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The Amnesty Issue Isn’t IQ, it’s the Free Ride
Posted By Daniel Greenfield On May 11, 2013 @ 10:57 am In The Point | 11 Comments
The Heritage study on the cost of amnesty (6.3 trillion) has gotten predictably tangled in accusations of racism. And we are now somehow debating IQ.
The issue isn’t that immigrants from south of the border are dumber because they have lower IQ’s. The college diploma world that liberals think we are heading toward is an even bigger disaster and more unsustainable than illegal immigration.
What the Heritage study found was that illegal immigrant amnesty would be a dead loss because of entitlements use. The issue is the free ride of the welfare state.
The social safety net, like the take-a-penny jar, is an honor system. There are all sorts of regulations and policing mechanisms, but the welfare state and the country are too big to police. Those who want to defraud, do. The rapid growth in the disability rolls tell the tale.
There are different motives not to cheat. Personal integrity. A sense of honor. But the largest one is a sense of investment in the country. Patriotism. The belief that we are all in the same boat and that we occasionally even sacrifice for one another.
Large scale entitlements use by a population is a cultural statement of a sense of detachment from the country and its people. You are more likely to take pennies, instead of putting them back, if you don’t identify with the people who put the pennies in.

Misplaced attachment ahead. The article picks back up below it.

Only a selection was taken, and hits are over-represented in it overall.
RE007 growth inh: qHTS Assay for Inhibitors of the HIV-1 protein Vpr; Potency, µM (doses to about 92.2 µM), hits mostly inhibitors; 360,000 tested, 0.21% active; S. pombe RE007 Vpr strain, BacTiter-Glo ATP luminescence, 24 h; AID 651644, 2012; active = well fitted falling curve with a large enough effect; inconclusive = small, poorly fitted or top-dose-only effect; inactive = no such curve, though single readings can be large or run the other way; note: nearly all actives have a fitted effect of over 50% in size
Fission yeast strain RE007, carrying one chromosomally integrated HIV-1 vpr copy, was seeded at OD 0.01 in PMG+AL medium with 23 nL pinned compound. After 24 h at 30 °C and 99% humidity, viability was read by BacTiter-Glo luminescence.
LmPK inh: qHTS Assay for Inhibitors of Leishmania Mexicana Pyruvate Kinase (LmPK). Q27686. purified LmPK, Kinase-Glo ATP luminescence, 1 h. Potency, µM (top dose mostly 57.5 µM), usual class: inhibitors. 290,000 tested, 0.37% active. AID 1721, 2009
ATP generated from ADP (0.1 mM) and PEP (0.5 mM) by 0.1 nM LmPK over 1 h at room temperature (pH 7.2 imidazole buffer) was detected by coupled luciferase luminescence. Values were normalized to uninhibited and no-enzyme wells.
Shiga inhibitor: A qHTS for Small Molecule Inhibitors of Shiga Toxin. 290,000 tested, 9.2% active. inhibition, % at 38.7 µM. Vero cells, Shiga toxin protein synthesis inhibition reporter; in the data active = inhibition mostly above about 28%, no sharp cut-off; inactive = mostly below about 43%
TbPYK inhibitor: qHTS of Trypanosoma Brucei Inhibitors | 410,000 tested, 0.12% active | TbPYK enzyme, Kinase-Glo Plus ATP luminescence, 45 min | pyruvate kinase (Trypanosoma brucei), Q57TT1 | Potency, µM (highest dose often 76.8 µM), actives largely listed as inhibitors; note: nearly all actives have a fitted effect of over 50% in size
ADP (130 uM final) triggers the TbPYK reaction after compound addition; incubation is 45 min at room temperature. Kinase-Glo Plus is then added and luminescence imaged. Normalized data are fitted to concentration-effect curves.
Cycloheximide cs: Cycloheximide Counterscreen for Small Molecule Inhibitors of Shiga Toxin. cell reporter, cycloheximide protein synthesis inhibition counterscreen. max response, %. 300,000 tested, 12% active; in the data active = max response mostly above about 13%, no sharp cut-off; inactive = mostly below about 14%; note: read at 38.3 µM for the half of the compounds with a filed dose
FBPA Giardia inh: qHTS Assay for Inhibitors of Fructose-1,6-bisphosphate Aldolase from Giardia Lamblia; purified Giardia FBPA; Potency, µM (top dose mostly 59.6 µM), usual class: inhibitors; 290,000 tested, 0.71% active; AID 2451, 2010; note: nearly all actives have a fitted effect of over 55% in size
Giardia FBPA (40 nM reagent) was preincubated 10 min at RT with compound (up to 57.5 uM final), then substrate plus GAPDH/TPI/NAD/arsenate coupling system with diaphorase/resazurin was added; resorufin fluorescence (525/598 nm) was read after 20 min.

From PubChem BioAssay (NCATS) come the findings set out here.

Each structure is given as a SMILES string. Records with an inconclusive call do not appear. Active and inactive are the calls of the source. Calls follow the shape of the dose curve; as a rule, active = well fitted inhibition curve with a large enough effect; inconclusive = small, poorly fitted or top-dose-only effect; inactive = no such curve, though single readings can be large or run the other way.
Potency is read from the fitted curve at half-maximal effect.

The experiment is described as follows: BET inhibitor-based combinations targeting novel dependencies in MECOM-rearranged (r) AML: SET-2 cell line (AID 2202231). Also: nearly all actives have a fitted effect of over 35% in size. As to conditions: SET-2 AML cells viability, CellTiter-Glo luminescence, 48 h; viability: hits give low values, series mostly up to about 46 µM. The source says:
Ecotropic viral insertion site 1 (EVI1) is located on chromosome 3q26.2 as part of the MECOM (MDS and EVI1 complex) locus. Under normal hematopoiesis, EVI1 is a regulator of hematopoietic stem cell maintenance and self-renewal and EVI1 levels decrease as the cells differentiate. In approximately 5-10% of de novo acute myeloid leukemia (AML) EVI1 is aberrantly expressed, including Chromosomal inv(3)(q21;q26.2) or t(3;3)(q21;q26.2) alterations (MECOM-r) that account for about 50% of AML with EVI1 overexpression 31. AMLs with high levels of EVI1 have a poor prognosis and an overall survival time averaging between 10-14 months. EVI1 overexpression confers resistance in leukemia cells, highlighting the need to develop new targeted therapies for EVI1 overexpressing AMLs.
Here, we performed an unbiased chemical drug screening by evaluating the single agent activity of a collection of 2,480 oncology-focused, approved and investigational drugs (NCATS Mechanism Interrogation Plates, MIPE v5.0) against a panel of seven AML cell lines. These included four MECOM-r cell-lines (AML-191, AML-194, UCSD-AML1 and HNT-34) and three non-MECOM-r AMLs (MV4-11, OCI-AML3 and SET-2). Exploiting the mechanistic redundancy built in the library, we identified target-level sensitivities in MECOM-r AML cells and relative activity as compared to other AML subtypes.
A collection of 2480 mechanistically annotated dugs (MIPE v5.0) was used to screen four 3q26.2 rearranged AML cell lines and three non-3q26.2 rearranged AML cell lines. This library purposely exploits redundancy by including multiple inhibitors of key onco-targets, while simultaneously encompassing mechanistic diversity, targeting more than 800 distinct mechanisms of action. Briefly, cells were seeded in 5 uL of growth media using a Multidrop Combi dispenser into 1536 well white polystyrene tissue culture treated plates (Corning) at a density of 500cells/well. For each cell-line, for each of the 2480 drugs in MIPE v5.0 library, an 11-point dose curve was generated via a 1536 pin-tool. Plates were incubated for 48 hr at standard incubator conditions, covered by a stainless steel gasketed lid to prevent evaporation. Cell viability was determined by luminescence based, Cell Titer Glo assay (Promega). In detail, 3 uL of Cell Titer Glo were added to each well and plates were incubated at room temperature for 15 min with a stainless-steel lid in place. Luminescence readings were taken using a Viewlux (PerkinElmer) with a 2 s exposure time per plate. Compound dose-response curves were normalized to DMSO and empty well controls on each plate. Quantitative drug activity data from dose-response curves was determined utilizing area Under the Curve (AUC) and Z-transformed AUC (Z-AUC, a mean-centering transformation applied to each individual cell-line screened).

Some of this is the effect of multiculturalism, but like the welfare state, it is a reality that conservative and libertarian amnesty advocates have to address.
Some of it is aspiration. It’s possible to work very hard from day to day, without believing that you will get ahead. And that mentality makes it easy to drop out of the economy when an opportunity presents itself. And if you don’t believe that you truly have a future in the country, then that becomes a reasonable path to take.
Postmoderns may attempt to level all humans to a single chart based on a single characteristic, but real life is more complex than that. There is no dynamic scoring that can predict the impact of the future, all we have to judge by, as Patrick Henry said, is the lamp of experience. And that means that the Heritage Center’s approach of using existing facts to draw conclusions is far more valid than any wishful dynamic scoring.
Mexicans have a complex history and past of their own. And unlike most immigrants, they have a historical claim on American territory and a history of conflict with the United States. That history may seem ancient to most Americans, but the animosity and the sense of loss is real. Many Mexicans feel that they have lost something of their potential and their future when they were defeated and that sense lingers on in a way that most Americans cannot understand.
Those are all elements that need to be dealt with.
We can only maintain a social safety net for a population that feels responsible for each other. A population that sees itself living in a foreign country and does not identify with the national majority is going to pump and dump the social safety net. And that is something you can see in inner cities every day.
The failure to talk about it will not change the failure of any policy that fails to take it into account.
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